Combatting dementia with state-of-the-art science
In 2016, dementia overtook heart disease as the UK’s biggest killer. An estimated 47 million people worldwide are affected, and every 4 seconds, someone new receives a dementia diagnosis. At present, the most common forms of dementia remain both unpreventable and incurable; but there is hope.
Dementia is a hugely complex condition, but thanks to advanced science and technology, we are gradually unpicking the puzzle.
Dementia is not one single disease; it’s a catch-all term for a number of different conditions. Alzheimer’s is the most common form, accounting for about 60% of cases. However, dementia can also result from a number of other conditions.
Whilst there are many different types of dementia, all are related to brain damage. This damage may result from a stroke, trauma or cancer, but by far the most common form of damage is degenerative brain cell death.
However, we’re not sure whether cell death causes dementia, or whether it’s the other way around. In fact, there’s a lot we’re still trying to work out when it comes to dementia. And the biggest mystery of all is what triggers it.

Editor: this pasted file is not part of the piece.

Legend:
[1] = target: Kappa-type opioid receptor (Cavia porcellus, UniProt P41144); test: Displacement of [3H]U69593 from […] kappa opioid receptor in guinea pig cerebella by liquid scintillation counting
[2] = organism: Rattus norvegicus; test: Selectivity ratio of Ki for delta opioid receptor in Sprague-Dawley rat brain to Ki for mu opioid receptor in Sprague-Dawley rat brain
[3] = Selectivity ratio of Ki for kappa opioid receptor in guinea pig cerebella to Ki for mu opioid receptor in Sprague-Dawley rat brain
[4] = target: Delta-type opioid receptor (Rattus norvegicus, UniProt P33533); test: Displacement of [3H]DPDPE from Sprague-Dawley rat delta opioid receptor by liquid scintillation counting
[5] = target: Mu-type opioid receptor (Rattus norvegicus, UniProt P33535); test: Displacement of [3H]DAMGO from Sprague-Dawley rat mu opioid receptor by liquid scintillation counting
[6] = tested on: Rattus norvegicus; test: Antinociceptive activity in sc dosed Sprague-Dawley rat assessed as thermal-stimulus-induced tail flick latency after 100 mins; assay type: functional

When it comes to irreversible dementias, we’ve yet to identify one clear cause that sets off brain cell death. Many different theories exist, but the search for firm evidence is still on. As part of Alzheimer’s Awareness Month, we’re sharing some of the work taking place on the frontline of science, as researchers strive to unravel the mystery.
Cholesterol is a fatty substance that exists within our cells. It helps us to carry nerve signals around the body, to digest food and to generate essential substances like hormones and vitamin D.
However, because it’s so important, when things go wrong, cholesterol can cause us problems. High levels can cause a number of fatal diseases, particularly cardiac disorders. Meanwhile, abnormal rates of cholesterol in the brain can cause a build-up of chemicals, which in turn are linked with brain cell death. But much more research is needed before we can fully understand the role that cholesterol may or may not play in Alzheimer’s – that’s why scientists are so eager to find out more.
Neutron scattering experiments at STFC’s ISIS neutron and muon source are helping to reveal more about the behaviour of cholesterol and its associated role in Alzheimer’s disease. These atomic particles can help us track processes that take place at the sub-microscopic level, and so scientists can use neutrons to track the movement of cholesterol through our cells.
By understanding more about the behaviour and movements of cholesterol in the brain, we may be able to learn more about how and why things go wrong. And so, with more research, we should be able to clarify the complex link between unhealthy rates of cholesterol and the types of neurodegeneration we associate with Alzheimer’s disease.